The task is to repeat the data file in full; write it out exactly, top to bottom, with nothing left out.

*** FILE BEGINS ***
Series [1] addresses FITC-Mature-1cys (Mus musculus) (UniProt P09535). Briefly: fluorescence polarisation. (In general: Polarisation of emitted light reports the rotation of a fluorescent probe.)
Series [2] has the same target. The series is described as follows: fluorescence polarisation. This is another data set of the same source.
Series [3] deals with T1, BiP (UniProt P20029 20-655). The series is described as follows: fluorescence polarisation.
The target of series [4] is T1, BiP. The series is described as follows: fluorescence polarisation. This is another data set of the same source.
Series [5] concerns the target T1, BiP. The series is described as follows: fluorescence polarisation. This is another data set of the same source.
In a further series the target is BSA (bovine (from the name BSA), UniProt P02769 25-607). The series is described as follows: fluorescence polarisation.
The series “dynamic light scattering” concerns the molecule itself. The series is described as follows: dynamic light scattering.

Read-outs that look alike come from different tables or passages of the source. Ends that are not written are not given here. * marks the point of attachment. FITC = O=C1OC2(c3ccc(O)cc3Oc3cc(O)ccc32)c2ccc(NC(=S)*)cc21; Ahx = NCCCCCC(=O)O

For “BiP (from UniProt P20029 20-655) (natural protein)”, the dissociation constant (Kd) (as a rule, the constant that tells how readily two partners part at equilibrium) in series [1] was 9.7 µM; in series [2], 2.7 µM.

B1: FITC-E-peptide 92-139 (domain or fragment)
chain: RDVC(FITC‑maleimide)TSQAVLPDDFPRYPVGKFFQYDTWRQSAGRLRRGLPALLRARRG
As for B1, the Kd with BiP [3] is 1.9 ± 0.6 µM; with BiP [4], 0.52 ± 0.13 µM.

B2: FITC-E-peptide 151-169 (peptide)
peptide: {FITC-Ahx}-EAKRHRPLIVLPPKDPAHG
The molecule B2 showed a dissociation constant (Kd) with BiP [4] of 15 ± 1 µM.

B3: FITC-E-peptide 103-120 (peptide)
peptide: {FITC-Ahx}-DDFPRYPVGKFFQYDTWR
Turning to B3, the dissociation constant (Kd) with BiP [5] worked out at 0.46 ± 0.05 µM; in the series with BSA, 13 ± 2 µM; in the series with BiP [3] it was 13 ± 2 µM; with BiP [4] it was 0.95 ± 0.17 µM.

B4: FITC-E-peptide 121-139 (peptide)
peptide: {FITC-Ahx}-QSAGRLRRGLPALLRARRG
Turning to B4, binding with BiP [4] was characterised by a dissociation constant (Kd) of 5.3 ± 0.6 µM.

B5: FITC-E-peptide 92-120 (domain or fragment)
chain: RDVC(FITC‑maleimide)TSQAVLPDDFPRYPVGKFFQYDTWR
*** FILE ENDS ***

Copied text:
Series [1] addresses FITC-Mature-1cys (Mus musculus) (UniProt P09535). Briefly: fluorescence polarisation. (In general: Polarisation of emitted light reports the rotation of a fluorescent probe.)
Series [2] has the same target. The series is described as follows: fluorescence polarisation. This is another data set of the same source.
Series [3] deals with T1, BiP (UniProt P20029 20-655). The series is described as follows: fluorescence polarisation.
The target of series [4] is T1, BiP. The series is described as follows: fluorescence polarisation. This is another data set of the same source.
Series [5] concerns the target T1, BiP. The series is described as follows: fluorescence polarisation. This is another data set of the same source.
In a further series the target is BSA (bovine (from the name BSA), UniProt P02769 25-607). The series is described as follows: fluorescence polarisation.
The series “dynamic light scattering” concerns the molecule itself. The series is described as follows: dynamic light scattering.

Read-outs that look alike come from different tables or passages of the source. Ends that are not written are not given here. * marks the point of attachment. FITC = O=C1OC2(c3ccc(O)cc3Oc3cc(O)ccc32)c2ccc(NC(=S)*)cc21; Ahx = NCCCCCC(=O)O

For “BiP (from UniProt P20029 20-655) (natural protein)”, the dissociation constant (Kd) (as a rule, the constant that tells how readily two partners part at equilibrium) in series [1] was 9.7 µM; in series [2], 2.7 µM.

B1: FITC-E-peptide 92-139 (domain or fragment)
chain: RDVC(FITC‑maleimide)TSQAVLPDDFPRYPVGKFFQYDTWRQSAGRLRRGLPALLRARRG
As for B1, the Kd with BiP [3] is 1.9 ± 0.6 µM; with BiP [4], 0.52 ± 0.13 µM.

B2: FITC-E-peptide 151-169 (peptide)
peptide: {FITC-Ahx}-EAKRHRPLIVLPPKDPAHG
The molecule B2 showed a dissociation constant (Kd) with BiP [4] of 15 ± 1 µM.

B3: FITC-E-peptide 103-120 (peptide)
peptide: {FITC-Ahx}-DDFPRYPVGKFFQYDTWR
Turning to B3, the dissociation constant (Kd) with BiP [5] worked out at 0.46 ± 0.05 µM; in the series with BSA, 13 ± 2 µM; in the series with BiP [3] it was 13 ± 2 µM; with BiP [4] it was 0.95 ± 0.17 µM.

B4: FITC-E-peptide 121-139 (peptide)
peptide: {FITC-Ahx}-QSAGRLRRGLPALLRARRG
Turning to B4, binding with BiP [4] was characterised by a dissociation constant (Kd) of 5.3 ± 0.6 µM.

B5: FITC-E-peptide 92-120 (domain or fragment)
chain: RDVC(FITC‑maleimide)TSQAVLPDDFPRYPVGKFFQYDTWR